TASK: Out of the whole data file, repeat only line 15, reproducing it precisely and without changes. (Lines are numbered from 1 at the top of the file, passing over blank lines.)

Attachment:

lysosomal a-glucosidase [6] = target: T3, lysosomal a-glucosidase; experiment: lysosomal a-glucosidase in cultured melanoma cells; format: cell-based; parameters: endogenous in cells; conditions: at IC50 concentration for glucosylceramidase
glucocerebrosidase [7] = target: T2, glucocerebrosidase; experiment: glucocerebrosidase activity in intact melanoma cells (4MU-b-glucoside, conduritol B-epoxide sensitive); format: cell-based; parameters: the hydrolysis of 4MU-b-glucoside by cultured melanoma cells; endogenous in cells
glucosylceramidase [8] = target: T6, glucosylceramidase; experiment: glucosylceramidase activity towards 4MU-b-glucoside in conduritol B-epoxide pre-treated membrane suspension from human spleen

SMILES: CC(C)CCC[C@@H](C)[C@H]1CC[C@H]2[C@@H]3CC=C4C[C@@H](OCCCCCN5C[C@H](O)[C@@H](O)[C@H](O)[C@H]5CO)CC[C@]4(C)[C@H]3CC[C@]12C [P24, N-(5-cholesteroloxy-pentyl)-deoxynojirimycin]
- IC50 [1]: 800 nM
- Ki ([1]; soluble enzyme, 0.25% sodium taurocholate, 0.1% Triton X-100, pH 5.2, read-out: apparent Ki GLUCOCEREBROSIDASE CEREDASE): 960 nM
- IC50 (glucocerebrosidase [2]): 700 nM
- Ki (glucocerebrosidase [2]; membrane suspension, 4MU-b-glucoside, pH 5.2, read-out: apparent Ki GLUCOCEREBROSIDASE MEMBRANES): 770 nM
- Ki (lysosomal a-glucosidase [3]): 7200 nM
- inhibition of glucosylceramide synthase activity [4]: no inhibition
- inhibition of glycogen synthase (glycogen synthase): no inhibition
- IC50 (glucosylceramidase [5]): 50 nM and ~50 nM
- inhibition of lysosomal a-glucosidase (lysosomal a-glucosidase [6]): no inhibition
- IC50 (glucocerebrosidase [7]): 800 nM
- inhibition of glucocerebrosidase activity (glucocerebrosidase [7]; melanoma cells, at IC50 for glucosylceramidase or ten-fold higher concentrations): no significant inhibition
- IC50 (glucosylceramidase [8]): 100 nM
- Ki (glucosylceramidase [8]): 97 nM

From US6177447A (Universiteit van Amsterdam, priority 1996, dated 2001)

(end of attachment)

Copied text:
- inhibition of glucocerebrosidase activity (glucocerebrosidase [7]; melanoma cells, at IC50 for glucosylceramidase or ten-fold higher concentrations): no significant inhibition